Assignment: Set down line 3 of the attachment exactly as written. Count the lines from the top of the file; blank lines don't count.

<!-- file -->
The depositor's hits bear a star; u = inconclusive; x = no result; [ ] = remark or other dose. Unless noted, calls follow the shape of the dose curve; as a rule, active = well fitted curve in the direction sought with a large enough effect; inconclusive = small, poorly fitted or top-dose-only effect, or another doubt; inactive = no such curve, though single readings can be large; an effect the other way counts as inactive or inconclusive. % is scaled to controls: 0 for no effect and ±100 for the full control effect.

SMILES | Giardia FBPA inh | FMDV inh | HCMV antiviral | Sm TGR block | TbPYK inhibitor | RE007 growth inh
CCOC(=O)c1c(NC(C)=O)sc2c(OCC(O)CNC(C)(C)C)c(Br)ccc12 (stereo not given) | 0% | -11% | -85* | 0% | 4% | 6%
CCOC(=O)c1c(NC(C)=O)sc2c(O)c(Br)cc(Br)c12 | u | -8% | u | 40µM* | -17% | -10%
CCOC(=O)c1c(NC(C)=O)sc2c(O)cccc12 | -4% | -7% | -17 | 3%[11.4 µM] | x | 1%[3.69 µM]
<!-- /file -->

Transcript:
CCOC(=O)c1c(NC(C)=O)sc2c(OCC(O)CNC(C)(C)C)c(Br)ccc12 (stereo not given) | 0% | -11% | -85* | 0% | 4% | 6%